Transnationalist Cecil Foster explores the origins, legacy, and potential of Canadian multicultural policy.
From the beginning of colonial settlement in the Americas, multiculturalism has symbolized a deeply held yearning by all humanity for freedom. It was at the heart of the Civil War and Canadian Confederation in 1867. But until the 1970s, this yearning for a socially just society was consistently suppressed. Peoples of colour were denied citizenship in the White Man’s Country, the highest achievement of the American Dream and a Manifest Destiny. But fifty years ago this year, Canada took a big step to break with this sordid past and to grasp for a new future by embracing a policy of multiculturalism that would see Canadians open their country to the rest of the world, and to life itself.
Five decades into this journey, Canada is still grasping for greatness, not as a white homeland carved out of stolen aboriginal lands, but now as a home for peoples of the world. But can Canada, as an example to Americas, ever be free of past illusions of greatness and its heavy baggage? Is multiculturalism simply white supremacy in disguise?
Praise for They Call Me George: The Untold Story of Black Train Porters and the Birth of Modern Canada
"Foster had the courage to examine the realities of race in this country long before it was commonplace to do so...Canadian multiculturalism rests on the shoulders of the sleeping car porters." —Globe and Mail
"In [They Call Me George] ...Foster aims to restore the identities of the Black men who once worked on Canadian railroads. In the process, he also excavates a chapter of Canadian history that has been largely erased from the collective memory: the role that Black train porters played in furthering social justice and shaping Canada into the country it is today." —Toronto Star
"Foster has dissected the myth of Canadian tolerance, born of our history as a haven for refugee slaves—exposing instead a past in which the English and French elites fought to create a white nation...Blacks and other Canadians of colour are not merely the beneficiaries of multiculturalism; they are its architects." —Donna Bailey Nurse, Literary Review of Canada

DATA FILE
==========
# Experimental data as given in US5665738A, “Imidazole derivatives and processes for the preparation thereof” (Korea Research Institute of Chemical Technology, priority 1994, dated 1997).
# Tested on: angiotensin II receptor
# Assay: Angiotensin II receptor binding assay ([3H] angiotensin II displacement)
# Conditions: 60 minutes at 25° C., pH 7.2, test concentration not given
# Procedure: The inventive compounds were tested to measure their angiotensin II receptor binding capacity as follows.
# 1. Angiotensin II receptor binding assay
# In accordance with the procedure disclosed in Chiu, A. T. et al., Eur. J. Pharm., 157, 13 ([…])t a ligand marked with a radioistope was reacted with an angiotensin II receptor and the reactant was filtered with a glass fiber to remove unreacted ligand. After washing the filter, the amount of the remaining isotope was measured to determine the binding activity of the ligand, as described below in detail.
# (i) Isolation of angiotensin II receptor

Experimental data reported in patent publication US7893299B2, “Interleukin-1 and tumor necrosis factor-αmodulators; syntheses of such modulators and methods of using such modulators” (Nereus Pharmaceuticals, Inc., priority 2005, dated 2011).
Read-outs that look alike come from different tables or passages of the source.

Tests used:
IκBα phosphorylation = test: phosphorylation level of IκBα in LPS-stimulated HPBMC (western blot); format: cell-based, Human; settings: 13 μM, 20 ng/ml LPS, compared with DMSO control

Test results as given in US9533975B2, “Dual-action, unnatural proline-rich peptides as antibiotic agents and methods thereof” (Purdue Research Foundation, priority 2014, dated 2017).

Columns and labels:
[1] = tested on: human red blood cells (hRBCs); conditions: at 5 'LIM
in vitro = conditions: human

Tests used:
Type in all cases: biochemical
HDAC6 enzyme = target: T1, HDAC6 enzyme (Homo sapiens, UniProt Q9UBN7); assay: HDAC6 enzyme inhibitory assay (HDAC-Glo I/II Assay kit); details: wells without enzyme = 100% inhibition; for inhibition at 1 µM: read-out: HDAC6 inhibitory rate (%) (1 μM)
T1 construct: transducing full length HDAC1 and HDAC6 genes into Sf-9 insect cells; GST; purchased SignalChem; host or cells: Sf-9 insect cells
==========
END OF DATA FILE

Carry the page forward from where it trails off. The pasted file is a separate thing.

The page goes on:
"Informative and well-written...We owe a debt of gratitude to [the porters], and to Foster for his masterful and insightful research and writing." —Daily Nation (Barbados)
"An excellent, well-written, and historically accurate volume." —UK Barbados Nation
"A bold book by a self-assured scholar who has rewritten our conventional history...says Foster: 'This important piece of Canadian history has yet to be fully told.' They Call Me George is [his] effort to do just that." —Winnipeg Free Press
"Mr. Foster’s well-written book about black train porters contains a wealth of information that is illuminating, revealing and, at times, disappointing. The beauty of the Canadian railroad had its ugly side, too." —Washington Times
Praise for Cecil Foster
"Cecil Foster is a wise man with a flair for storytelling and writing that enters the heart.” —Quill & Quire (Starred Review)
“Foster’s story of a West Indies community in transition is a marvelous read, filled with humour, sorrow, and wit, and told with the deft and gentle touch of a master storyteller.” —Thomas King
“Cecil Foster kicks up one hell of a class-war fuss and proves he’s got stuff enough to show those mediocre storytellers how it’s really done... Unforgettable.” —Toronto Star
“I don’t know when I’ve read a more evocative book about black men. Read it and you will see the world differently.” —Vancouver Sun
“Foster brings historical depth to his work and shows that the social and political recognition of blackness and multiculturalism is itself a contingent moment in history.” —George Dei, University of Toronto